Walter Flask had wanted to tell Horton that he had probably been conceived in the sea from the moment the boy was old enough to understand, but he went insane before he could and after that he had better things to talk about. As for Violet, she had never told anybody about it, largely due to the mortification she had always felt, given the attention that Walter had drawn to themselves in what was already a traumatic situation by his wild shout of triumph/orgasm. In fact, on the day she went to her early grave, nearly everyone assumed that she was smiling because she was thinking of her handsome little boy—when in fact she was thinking of his conception, finally reconciled to Walter’s impetuousness, which had, when all was said and done, provided the most memorable occasion in her soon-to-be-snuffed life.

"Walter…" she called, as her life slipped away into the little plastic tubes sprouting from her nose.

"Darling," he replied, heartbroken, as he bent over to hear what she had to say.

"Horton..." But she said no more. The effort of trying to determine the most energy-efficient way of forgiving Walter for screaming while he was pumping Horton into her at a beach in 1963 was too much for her and she expired.

It was a great shame that she didn’t finish her sentence, for Horton Flask would grow up with the awesome responsibility of knowing that his name constituted the last words on his mother’s lips, while Walter Flask would forever suffer from a pernicious reverse-Oedipus complex stemming from exactly the same fact. The degree to which this double trauma was responsible for their poor relationship is unclear but their relationship was poor indeed. Walter Flask, who had never completely come to terms with adulthood himself, didn’t have the slightest idea how to guide his son towards it; and Horton Flask, without the calming influence that his mother would undoubtedly have provided, had only his father’s erratic behavior upon which to build his model of manhood.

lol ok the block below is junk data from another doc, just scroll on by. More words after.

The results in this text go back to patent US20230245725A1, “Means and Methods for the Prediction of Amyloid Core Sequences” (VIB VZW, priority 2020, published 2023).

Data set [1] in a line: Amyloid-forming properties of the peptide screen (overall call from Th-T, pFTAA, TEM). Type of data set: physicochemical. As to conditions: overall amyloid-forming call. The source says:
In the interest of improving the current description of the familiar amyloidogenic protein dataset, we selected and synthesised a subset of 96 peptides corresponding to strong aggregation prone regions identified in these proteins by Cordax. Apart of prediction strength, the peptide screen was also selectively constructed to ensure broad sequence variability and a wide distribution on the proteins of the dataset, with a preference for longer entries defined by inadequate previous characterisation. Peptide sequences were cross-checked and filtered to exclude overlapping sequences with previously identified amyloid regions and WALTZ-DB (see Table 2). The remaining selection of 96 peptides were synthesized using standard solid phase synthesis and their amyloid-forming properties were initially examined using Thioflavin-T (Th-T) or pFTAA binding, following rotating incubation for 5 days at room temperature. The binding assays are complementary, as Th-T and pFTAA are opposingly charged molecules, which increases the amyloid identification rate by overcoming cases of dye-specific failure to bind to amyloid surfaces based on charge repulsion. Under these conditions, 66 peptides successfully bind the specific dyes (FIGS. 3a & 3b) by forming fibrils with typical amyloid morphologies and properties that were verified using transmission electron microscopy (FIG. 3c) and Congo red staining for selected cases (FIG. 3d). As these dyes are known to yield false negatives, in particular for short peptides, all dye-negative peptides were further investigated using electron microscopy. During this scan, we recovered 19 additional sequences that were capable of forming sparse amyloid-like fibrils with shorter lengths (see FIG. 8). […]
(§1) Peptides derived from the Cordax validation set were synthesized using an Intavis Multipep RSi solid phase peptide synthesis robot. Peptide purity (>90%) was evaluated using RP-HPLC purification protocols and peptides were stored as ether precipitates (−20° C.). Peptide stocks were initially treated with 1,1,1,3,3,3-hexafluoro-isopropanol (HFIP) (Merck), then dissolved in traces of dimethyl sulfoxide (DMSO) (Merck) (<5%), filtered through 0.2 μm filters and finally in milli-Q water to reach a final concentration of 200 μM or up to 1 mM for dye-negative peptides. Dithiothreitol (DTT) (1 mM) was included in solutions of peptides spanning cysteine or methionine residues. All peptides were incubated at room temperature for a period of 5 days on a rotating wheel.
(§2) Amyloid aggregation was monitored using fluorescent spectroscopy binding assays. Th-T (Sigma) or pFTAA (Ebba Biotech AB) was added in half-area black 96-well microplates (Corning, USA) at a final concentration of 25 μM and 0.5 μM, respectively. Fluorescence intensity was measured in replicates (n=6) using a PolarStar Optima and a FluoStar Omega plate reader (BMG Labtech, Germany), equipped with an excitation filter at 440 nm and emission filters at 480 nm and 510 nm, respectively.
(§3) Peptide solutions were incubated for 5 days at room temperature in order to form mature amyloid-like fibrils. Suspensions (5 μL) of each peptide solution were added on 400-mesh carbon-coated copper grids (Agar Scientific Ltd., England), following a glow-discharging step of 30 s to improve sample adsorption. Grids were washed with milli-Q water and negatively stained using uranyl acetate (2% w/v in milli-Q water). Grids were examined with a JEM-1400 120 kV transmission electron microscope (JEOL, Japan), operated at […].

It was almost inevitable, therefore, that he either entirely accept or entirely reject his father’s example—and he rejected it. The only thing he even vaguely admired in his father was the latter’s undeniable success in business but Horton Flask considered this to be solely a function of the vagaries of chance, and even a proof of the injustice of destiny. For his part, Walter Flask had few opinions of his son, since he barely knew him and certainly didn’t understand him. At the earliest possible age, his father had entrusted him to the type of English boarding school that makes proper (i.e. rich) Englishmen out of boys. Walter Flask assumed that Horton would learn the skills necessary for pecuniary success from the example of his masters and from the "rubbing off" of the necessary manners from his schoolmates through some kind of social osmosis. He was right, of course. The only real contribution that Walter Flask made to his son’s education was that he had turned the family library into Horton’s bedroom. The room was quite large—as was the house, in West Kensington—and it was stuffed, filled, brimming with books. In fact, there was little else save a small cot for Horton, a table, and a lamp. Walter Flask hoped that, by this arrangement, even if Horton turned out to be a complete fuck-up he would at least learn the titles of the world’s great works of literature for lack of better wallpaper. In the meantime, Walter Flask occupied himself with increasing the family fortune by helping to make hundreds of millions of tiny balls.


©1999 Kevin Dolgin